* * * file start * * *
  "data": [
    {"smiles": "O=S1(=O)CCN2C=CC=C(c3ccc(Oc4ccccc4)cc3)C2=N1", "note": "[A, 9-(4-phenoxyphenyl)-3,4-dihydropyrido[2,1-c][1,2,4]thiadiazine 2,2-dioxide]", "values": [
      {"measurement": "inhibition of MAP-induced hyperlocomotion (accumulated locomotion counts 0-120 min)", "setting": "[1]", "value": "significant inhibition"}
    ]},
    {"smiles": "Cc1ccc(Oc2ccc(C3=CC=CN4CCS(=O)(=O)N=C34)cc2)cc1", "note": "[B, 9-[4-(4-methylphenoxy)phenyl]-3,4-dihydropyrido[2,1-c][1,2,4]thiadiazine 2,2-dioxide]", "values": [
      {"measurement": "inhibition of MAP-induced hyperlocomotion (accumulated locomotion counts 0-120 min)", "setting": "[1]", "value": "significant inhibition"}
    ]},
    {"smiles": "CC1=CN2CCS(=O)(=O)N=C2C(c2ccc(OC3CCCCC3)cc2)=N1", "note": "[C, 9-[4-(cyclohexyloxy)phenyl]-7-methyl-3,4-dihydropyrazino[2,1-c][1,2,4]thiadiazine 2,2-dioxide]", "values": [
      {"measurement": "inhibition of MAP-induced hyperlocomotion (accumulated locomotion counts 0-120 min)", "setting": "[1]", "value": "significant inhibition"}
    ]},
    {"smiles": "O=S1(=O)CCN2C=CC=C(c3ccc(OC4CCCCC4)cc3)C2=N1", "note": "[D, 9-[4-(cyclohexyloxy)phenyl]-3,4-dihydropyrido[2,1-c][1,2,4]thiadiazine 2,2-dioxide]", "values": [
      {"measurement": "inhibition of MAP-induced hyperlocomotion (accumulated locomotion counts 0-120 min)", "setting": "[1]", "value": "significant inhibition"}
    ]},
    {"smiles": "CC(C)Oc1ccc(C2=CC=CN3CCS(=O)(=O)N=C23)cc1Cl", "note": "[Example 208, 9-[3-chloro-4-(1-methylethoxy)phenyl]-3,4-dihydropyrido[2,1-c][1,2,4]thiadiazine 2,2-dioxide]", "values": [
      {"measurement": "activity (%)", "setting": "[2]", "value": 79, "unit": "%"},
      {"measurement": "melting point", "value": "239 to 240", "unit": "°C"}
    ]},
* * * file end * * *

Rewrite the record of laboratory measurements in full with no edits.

  "data": [
    {"smiles": "O=S1(=O)CCN2C=CC=C(c3ccc(Oc4ccccc4)cc3)C2=N1", "note": "[A, 9-(4-phenoxyphenyl)-3,4-dihydropyrido[2,1-c][1,2,4]thiadiazine 2,2-dioxide]", "values": [
      {"measurement": "inhibition of MAP-induced hyperlocomotion (accumulated locomotion counts 0-120 min)", "setting": "[1]", "value": "significant inhibition"}
    ]},
    {"smiles": "Cc1ccc(Oc2ccc(C3=CC=CN4CCS(=O)(=O)N=C34)cc2)cc1", "note": "[B, 9-[4-(4-methylphenoxy)phenyl]-3,4-dihydropyrido[2,1-c][1,2,4]thiadiazine 2,2-dioxide]", "values": [
      {"measurement": "inhibition of MAP-induced hyperlocomotion (accumulated locomotion counts 0-120 min)", "setting": "[1]", "value": "significant inhibition"}
    ]},
    {"smiles": "CC1=CN2CCS(=O)(=O)N=C2C(c2ccc(OC3CCCCC3)cc2)=N1", "note": "[C, 9-[4-(cyclohexyloxy)phenyl]-7-methyl-3,4-dihydropyrazino[2,1-c][1,2,4]thiadiazine 2,2-dioxide]", "values": [
      {"measurement": "inhibition of MAP-induced hyperlocomotion (accumulated locomotion counts 0-120 min)", "setting": "[1]", "value": "significant inhibition"}
    ]},
    {"smiles": "O=S1(=O)CCN2C=CC=C(c3ccc(OC4CCCCC4)cc3)C2=N1", "note": "[D, 9-[4-(cyclohexyloxy)phenyl]-3,4-dihydropyrido[2,1-c][1,2,4]thiadiazine 2,2-dioxide]", "values": [
      {"measurement": "inhibition of MAP-induced hyperlocomotion (accumulated locomotion counts 0-120 min)", "setting": "[1]", "value": "significant inhibition"}
    ]},
    {"smiles": "CC(C)Oc1ccc(C2=CC=CN3CCS(=O)(=O)N=C23)cc1Cl", "note": "[Example 208, 9-[3-chloro-4-(1-methylethoxy)phenyl]-3,4-dihydropyrido[2,1-c][1,2,4]thiadiazine 2,2-dioxide]", "values": [
      {"measurement": "activity (%)", "setting": "[2]", "value": 79, "unit": "%"},
      {"measurement": "melting point", "value": "239 to 240", "unit": "°C"}
    ]},